5 of 5 stars
With Carnelian Press ‘s Twilight Echoes #1 Steve Dilks brings together three 2013 tales (by Charles Allen Gramlich, Davide Mana, Steve Lines) anchored by a relatively obscure Robert E. Howard adventure. It’s a sixty-seven page pamphlet nicely illustrated; the cover is drawn by veteran Jim Pitts, with interior illustrations by Regis Moulun, Kurt Brugel, Tony Gleeson, and Yanis Rubus Rubulias. Editor Steve Dilks pens the opening foreword. It is an interesting selection of authors who stand in contrast to the style of the father of Sword & Sorcery, Robert E Howard. They cover a variety of milieus: Nordic, Egyptian, Arabian, and African. All vary in writing style but are common in that they lean heavily toward poetic, weird pulp (like a blend of REH and Clark Ashton Smith).
1) “Whisper in Ashes” I interviewed Charles Gramlich on Black Gate.com in 2018. This follows his warrior Krieg (war); this was published in Heroic Fantasy Quarterly #17 (2013), and I had read Unsheathed which is a disconnected episode for the mysterious warrior (having read that led me to this anthology). This time Krieg is in a Nordic milieu facing a lycanthrope in a remote castle with a jarl called Tovar; it is unique and wonderful, and it evoked a Kane story by KEW in has many parallels: “Reflections for the winter of my Soul.”
2) “Bride of the Swamp God”: Davide Mana published this as an eBook in 2013. Several converging parties find themselves near Alexandria Egypt: firstly, an Egyptian sorceress Amunet and Greek vizier go into the swamp to all upon the Ancient One for support (in part against her own family); secondly, Aculeo, the hero, follows his deserting, Romanesque “moronic soldiers who had wandered off for treasure; and lastly, there are locals who worship the Lovecraftian swamp god. No more spoilers, save what is said in the introduction: Amunet and Aculeo have more tales together.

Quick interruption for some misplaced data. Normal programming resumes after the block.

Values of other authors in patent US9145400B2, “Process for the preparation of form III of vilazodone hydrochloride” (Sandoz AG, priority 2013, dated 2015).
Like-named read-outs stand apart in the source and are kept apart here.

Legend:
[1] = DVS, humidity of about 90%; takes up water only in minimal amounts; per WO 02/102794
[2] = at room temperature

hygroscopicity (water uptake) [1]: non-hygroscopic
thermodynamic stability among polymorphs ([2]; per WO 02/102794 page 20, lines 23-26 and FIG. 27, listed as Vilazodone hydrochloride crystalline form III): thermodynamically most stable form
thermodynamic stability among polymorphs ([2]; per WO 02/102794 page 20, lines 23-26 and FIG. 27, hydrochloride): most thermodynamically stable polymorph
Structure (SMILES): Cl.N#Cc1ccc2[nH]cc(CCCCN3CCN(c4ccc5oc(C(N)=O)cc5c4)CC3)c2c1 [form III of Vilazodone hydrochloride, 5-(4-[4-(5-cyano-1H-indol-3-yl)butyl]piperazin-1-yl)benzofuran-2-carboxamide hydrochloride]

3) “The Eyes of the Scorpion”: Steve Lines first published this in FUNGI #21 (2013). The beginning of this Arabian inspired tale is overly verbose and heavy on narrative, but the necromancer-saturated tale eventually takes off and is very satisfying. Shamal is a warrior serving protection over the Sultan’s necromancer. The later sends him on a mission to retrieve the titular “eyes.” The protagonist embarks into the den of the Lord of Ghuls and Scorpion God controlled by his master’s mind.
4) “The Vale of lost women” by the Robert E. Howard wrote this drug-inspired, African trip. The very white Livia (and very druggable) is saved by Conan twice; once from black warriors and once from brown women. As Steve Dilks mentions, this is racially charged and was not published in REH’s life (published posthumously in The Magazine of Horror #15, 1967). In fact, the racial aspect is cringe worthy by today’s sensibilities. However, the story is a splendid mix of weird horror and action.
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